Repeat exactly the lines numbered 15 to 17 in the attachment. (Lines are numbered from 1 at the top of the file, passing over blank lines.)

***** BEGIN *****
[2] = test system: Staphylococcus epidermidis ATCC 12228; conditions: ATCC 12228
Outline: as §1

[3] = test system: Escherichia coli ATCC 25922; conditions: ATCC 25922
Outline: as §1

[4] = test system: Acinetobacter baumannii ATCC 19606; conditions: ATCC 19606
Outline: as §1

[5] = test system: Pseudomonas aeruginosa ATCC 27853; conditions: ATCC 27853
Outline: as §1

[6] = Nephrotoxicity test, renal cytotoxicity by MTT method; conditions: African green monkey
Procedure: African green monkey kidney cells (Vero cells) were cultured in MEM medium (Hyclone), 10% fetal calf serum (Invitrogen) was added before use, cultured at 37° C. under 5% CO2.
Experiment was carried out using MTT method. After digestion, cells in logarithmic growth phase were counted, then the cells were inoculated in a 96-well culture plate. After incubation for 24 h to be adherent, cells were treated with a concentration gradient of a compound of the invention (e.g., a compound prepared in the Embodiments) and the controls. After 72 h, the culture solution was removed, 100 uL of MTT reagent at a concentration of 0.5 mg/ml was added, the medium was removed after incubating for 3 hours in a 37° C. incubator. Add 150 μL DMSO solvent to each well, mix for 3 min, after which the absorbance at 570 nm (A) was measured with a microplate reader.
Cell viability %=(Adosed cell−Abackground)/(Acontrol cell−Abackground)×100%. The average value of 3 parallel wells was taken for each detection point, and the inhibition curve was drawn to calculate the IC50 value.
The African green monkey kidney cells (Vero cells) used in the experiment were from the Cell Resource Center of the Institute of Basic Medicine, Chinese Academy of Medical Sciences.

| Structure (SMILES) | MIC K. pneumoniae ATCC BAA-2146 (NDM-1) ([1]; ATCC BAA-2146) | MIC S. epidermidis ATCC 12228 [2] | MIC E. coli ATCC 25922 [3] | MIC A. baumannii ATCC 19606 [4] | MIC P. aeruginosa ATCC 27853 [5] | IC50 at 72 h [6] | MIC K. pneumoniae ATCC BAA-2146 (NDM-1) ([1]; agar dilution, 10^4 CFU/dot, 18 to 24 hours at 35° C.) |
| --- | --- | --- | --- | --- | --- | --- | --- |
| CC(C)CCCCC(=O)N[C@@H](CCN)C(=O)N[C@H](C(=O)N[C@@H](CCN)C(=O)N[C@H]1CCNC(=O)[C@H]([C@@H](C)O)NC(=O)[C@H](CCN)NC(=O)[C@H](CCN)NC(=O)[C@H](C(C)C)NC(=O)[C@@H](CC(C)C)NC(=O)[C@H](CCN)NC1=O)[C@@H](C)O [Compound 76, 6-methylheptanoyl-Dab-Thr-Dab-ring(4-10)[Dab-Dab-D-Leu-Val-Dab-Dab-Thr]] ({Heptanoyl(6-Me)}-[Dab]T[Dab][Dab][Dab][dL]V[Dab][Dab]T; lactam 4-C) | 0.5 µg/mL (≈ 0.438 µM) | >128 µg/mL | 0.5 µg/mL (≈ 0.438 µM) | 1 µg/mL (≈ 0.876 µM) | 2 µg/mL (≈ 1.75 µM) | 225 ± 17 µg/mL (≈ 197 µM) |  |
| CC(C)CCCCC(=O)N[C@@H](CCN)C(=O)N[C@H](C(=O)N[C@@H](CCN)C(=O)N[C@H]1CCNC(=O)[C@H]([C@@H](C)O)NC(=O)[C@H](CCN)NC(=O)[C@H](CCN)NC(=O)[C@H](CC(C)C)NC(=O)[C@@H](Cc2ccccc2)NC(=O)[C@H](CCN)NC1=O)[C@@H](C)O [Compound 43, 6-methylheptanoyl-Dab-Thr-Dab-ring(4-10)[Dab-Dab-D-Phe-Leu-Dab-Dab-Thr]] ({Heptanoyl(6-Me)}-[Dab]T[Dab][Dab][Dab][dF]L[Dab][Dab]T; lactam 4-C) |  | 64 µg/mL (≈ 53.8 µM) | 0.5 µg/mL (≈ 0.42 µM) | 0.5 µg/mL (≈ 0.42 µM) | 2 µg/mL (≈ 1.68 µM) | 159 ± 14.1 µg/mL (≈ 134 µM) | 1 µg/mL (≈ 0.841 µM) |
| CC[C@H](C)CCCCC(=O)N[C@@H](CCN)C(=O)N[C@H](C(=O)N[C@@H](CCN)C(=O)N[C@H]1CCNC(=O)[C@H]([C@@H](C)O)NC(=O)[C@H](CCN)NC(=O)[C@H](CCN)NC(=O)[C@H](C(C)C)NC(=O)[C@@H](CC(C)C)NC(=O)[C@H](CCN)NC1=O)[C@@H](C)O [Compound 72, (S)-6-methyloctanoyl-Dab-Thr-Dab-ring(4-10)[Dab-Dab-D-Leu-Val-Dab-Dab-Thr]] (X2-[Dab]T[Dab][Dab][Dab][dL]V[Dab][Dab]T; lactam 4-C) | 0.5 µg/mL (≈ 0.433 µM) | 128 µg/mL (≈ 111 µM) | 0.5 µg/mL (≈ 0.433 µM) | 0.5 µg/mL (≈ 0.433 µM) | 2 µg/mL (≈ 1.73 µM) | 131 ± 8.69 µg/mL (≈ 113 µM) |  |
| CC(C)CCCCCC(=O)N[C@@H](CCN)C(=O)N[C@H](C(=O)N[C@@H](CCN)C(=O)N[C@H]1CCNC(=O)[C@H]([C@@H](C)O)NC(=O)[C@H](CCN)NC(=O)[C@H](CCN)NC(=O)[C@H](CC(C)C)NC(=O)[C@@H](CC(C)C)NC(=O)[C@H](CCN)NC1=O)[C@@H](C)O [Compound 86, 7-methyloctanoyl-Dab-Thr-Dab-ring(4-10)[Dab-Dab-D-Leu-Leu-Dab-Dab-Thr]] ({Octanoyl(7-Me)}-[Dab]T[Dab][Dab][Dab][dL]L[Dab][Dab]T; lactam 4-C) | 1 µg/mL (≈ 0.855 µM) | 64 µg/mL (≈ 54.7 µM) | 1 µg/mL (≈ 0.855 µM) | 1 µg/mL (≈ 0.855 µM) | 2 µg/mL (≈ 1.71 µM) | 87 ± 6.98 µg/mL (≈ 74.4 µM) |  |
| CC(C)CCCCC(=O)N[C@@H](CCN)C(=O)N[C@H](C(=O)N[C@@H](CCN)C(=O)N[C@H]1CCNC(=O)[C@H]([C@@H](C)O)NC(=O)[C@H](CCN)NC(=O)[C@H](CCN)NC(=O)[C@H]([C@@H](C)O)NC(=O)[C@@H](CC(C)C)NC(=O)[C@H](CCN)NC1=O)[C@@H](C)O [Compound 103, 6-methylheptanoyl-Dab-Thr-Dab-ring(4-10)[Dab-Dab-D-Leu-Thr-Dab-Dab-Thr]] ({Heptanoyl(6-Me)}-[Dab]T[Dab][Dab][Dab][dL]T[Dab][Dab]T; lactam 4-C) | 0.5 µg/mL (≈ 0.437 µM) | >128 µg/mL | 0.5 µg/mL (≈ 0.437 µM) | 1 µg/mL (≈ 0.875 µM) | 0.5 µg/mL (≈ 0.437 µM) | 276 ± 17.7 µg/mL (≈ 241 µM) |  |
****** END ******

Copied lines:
| --- | --- | --- | --- | --- | --- | --- | --- |
| CC(C)CCCCC(=O)N[C@@H](CCN)C(=O)N[C@H](C(=O)N[C@@H](CCN)C(=O)N[C@H]1CCNC(=O)[C@H]([C@@H](C)O)NC(=O)[C@H](CCN)NC(=O)[C@H](CCN)NC(=O)[C@H](C(C)C)NC(=O)[C@@H](CC(C)C)NC(=O)[C@H](CCN)NC1=O)[C@@H](C)O [Compound 76, 6-methylheptanoyl-Dab-Thr-Dab-ring(4-10)[Dab-Dab-D-Leu-Val-Dab-Dab-Thr]] ({Heptanoyl(6-Me)}-[Dab]T[Dab][Dab][Dab][dL]V[Dab][Dab]T; lactam 4-C) | 0.5 µg/mL (≈ 0.438 µM) | >128 µg/mL | 0.5 µg/mL (≈ 0.438 µM) | 1 µg/mL (≈ 0.876 µM) | 2 µg/mL (≈ 1.75 µM) | 225 ± 17 µg/mL (≈ 197 µM) |  |
| CC(C)CCCCC(=O)N[C@@H](CCN)C(=O)N[C@H](C(=O)N[C@@H](CCN)C(=O)N[C@H]1CCNC(=O)[C@H]([C@@H](C)O)NC(=O)[C@H](CCN)NC(=O)[C@H](CCN)NC(=O)[C@H](CC(C)C)NC(=O)[C@@H](Cc2ccccc2)NC(=O)[C@H](CCN)NC1=O)[C@@H](C)O [Compound 43, 6-methylheptanoyl-Dab-Thr-Dab-ring(4-10)[Dab-Dab-D-Phe-Leu-Dab-Dab-Thr]] ({Heptanoyl(6-Me)}-[Dab]T[Dab][Dab][Dab][dF]L[Dab][Dab]T; lactam 4-C) |  | 64 µg/mL (≈ 53.8 µM) | 0.5 µg/mL (≈ 0.42 µM) | 0.5 µg/mL (≈ 0.42 µM) | 2 µg/mL (≈ 1.68 µM) | 159 ± 14.1 µg/mL (≈ 134 µM) | 1 µg/mL (≈ 0.841 µM) |